There are only three forms of transportation at BM. Walking and cycling are the two main modes of getting around. The third form is by "mutant vehicle" which are also called "art cars". They can be small or large. Some are big enough to carry 50-100 people. They may have some animal theme or art theme- practically anything but definitely nothing like you have ever seen before. They are definitely not street legal. Anyone who wants to bring an art car has to submit plans to the DMV and pass an inspection for approval. So you wander around Black Rock City and you are seeing people and vehicles like you have never seen before.

Of course art is a huge part of BM. So as you move around the city and out on the playa you are surrounded with a multitude of artistic expressions. On the outskirts of the city is a huge area where numerous artists have built art structures, some of which are just for viewing and some are artistic structures designed for participants to interact with. Many of the art structures are strongly constructed which allow Burners to climb on and enjoy. Every year there are two structures that are built by the BM organization. One is referred to as the "Man". This a huge wooden structure with the trademark Burning Man logo look. The other structure is the "Temple". It is also a huge wooden structure. People go to both of these structures and listen to music or just hang out spending time around them. Many people write on the wood with messages to lost family members and express their feelings about a variety of things.

So Sara and I spent the afternoon getting my cameras tagged, picking up media credentials and photographing some of the art and people. We returned to the RV and had an evening meal. Myself,Sara,David, and Janet decided not to venture out the first evening for the night time activities because we were pretty well whipped. Phil on the other hand, decided try some of the new extra strength 5 hour energy drink that we recently picked up at a truck stop- a small bottle with lots of power. He then launched out on his bike in the dark and did not return until 2 or 3 AM.

To view pictures from Burning Man click on the photo below. You can see individual pictures or click on the slide show to automatically view all the pictures.  

Travelling with the Stanfords

That was our start of Burning Man. Stay tuned for more to come

Monday, September 7, 2009

Heading Back to Colorado

We are off the Playa, and out of Black Rock City.  Exodus as it is called went well, due to the 4am start.  We avoided the fate of a five hour traffic line and running out of gas as some people did.  Today is Phil's birthday, so we have stopped at an RV center in the center of Nevada for a well deserved shower. 
When we first got to the event the greeter at the gate said 'You are at Burning Man now, you will never be the same', he was right!  What an amazing extraordinary experince, including the many challenges we all faced.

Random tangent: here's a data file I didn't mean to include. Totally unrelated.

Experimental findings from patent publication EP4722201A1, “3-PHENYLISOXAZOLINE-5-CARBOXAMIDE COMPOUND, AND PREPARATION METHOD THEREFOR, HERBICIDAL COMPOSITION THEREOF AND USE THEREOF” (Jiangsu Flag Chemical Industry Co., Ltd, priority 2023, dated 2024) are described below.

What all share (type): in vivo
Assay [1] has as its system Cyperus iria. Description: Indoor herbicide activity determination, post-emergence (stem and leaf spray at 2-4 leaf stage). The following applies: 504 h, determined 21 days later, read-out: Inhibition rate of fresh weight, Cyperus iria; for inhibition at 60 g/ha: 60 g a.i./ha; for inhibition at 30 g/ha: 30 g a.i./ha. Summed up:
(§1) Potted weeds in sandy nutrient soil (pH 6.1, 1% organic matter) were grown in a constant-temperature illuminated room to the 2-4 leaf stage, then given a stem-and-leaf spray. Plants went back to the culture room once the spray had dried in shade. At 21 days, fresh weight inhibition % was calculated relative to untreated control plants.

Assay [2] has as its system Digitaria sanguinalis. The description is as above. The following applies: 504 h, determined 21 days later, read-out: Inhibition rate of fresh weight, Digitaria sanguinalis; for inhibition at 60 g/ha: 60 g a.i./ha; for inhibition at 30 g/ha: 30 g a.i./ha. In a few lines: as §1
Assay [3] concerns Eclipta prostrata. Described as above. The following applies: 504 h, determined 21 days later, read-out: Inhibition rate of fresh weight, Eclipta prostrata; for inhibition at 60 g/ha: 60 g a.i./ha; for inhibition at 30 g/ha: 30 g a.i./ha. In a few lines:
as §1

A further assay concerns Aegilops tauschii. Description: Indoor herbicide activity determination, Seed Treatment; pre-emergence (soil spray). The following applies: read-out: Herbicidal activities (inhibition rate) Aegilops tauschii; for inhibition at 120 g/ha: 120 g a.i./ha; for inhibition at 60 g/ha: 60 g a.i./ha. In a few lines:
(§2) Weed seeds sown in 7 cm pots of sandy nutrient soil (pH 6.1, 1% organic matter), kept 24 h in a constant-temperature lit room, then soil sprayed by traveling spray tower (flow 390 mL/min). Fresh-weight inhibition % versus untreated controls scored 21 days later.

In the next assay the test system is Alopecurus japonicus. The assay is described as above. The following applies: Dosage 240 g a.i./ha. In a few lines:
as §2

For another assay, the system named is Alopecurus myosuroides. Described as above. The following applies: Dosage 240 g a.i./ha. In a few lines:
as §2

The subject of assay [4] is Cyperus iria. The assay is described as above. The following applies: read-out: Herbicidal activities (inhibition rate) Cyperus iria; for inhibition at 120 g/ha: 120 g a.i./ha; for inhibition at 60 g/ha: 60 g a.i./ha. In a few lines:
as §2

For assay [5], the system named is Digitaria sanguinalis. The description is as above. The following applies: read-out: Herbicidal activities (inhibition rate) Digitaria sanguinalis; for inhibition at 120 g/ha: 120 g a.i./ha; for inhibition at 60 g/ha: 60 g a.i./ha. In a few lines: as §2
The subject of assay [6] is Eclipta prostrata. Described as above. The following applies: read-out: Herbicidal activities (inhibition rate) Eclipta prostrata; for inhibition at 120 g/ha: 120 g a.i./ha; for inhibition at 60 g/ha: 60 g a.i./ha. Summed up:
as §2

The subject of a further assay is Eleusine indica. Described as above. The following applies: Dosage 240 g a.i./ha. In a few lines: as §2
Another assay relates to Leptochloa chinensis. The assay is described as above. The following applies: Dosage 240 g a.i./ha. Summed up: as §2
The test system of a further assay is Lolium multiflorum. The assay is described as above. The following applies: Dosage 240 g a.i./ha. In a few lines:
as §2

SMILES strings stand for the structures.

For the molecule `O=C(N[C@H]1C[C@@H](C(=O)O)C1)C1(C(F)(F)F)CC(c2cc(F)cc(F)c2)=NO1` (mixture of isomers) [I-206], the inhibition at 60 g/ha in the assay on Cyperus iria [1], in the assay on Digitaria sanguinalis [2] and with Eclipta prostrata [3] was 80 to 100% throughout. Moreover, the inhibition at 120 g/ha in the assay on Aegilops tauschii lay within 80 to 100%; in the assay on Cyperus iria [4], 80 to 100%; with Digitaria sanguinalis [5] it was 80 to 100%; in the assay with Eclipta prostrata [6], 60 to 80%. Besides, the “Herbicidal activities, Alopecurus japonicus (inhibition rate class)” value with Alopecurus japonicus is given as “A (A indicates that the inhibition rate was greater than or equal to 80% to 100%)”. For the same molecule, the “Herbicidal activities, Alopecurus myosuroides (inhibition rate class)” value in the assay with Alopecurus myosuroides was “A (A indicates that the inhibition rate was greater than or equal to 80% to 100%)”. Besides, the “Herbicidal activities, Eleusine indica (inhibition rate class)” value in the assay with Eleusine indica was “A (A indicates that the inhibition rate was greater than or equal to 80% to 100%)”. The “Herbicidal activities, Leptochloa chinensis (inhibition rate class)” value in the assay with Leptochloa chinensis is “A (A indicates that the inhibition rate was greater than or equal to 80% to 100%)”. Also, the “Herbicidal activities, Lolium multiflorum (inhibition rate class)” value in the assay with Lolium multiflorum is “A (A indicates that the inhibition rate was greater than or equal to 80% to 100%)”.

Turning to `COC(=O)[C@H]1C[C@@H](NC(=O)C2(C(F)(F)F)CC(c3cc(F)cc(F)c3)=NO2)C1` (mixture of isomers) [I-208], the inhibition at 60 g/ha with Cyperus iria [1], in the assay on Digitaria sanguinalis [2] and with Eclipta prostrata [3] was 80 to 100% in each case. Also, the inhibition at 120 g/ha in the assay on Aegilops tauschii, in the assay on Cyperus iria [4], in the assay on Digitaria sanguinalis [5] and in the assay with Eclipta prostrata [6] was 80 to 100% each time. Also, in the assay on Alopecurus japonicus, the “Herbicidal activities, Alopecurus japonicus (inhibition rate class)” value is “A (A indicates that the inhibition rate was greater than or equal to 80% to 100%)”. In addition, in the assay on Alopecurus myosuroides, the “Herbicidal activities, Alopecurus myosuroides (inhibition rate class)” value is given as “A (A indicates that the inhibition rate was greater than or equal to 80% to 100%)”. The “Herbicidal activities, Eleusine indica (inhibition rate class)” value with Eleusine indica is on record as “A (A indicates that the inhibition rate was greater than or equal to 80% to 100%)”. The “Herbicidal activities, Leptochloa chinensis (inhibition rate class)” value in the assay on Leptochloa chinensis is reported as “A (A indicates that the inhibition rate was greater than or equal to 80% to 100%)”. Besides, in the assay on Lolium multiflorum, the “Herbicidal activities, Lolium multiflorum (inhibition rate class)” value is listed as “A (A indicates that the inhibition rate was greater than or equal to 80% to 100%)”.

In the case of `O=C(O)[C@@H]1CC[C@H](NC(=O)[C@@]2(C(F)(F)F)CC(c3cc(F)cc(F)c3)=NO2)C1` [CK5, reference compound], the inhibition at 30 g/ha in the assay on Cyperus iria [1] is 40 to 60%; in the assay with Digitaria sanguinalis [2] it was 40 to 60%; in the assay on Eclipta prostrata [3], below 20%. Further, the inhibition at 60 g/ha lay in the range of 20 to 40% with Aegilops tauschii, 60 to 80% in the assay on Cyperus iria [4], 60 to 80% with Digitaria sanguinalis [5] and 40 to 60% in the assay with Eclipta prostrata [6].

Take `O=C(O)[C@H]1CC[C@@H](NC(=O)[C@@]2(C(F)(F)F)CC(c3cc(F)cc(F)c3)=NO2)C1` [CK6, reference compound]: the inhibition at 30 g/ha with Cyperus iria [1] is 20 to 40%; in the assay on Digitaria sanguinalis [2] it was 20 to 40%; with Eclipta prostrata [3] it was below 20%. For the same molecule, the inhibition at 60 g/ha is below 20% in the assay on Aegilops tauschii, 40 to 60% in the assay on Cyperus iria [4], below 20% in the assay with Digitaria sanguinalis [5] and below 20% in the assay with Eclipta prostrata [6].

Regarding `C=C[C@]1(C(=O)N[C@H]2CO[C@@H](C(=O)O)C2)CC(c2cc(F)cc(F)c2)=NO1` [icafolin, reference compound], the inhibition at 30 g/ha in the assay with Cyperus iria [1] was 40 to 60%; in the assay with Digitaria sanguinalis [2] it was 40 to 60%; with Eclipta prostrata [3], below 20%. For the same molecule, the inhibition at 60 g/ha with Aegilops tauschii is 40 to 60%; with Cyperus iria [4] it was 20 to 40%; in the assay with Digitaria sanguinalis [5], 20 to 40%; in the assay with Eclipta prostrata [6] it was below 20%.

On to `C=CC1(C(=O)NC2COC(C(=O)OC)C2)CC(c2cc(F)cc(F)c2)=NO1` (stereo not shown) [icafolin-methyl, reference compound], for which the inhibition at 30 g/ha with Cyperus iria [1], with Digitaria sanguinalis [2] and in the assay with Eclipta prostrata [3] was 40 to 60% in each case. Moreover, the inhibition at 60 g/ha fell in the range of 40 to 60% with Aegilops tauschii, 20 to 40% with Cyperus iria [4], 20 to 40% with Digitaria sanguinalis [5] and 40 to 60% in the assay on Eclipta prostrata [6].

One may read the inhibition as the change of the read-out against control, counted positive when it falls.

We will follow up with a complete write update and images of our Burning Man experience soon.  For now we need to head on back to Colorado.

Sunday, September 6, 2009

The experience is almost over! Yesterday was a day of dust storms, almost zero visibility. We walked around in it all afternoon, very surreal. We took a ride in the jump plan, great aerial views. The day ended with the burning of the man. 44,000 people gathered around the man to witness amazing pyro technics and as the burned to the ground the energy was very high. We head out tonight or tomorrow morning.

Saturday, September 5, 2009

Update from Burning Man. We are alive, we've leaned this is an event of submission. Everything is different from the real world, and the dust is unavoidable. We've had some unforgettable experiences, tonight should be the ultimate when the man burns. Onward through the dust....

Wednesday, September 2, 2009

A surge of energy

Energy and excitment is increasing. We are fully fueled, topped up on
water and made multiple last minute trip to the truck stop. Burning
Man here we come!!!!

Tuesday, September 1, 2009

Exhaustion sets in

This may be the last post until we get back from the Playa. We are in
Reno, need to do a quick shop for last minute items, then only 100
miles to the gate. Should be there by midnight. We are looking
forward to five days of staying in one place, let the crazyness
continue, fear and loathing in the black rock desert!

Entering Nevada

We just entered Nevada, about 500 miles to go.  We slept in a rest
area with the truckers last night, after driving until 1am.  John got
the worst driving slot, 2 lanes in the dark up soldier pass, with
construction, very scary!  The bad news is Jim's foot isn't any
better, he can barely walk, even with plenty od painkillers, so sadly
we are dropping him of in Reno. :(
 We just passed Boneville salt flats where they are racing bikes
today, tempting to stop, but Buring Man is waiting - the man buns in 4
days and 11 hours.....

This post didn't go out when it should have. Since I wrote we have
blown a tire, and taken a detour to Battle Mountain Tire factory.
Back on the road now heading to Reno to drop off Jim and pick up Janet
and David. Onward with the adventure!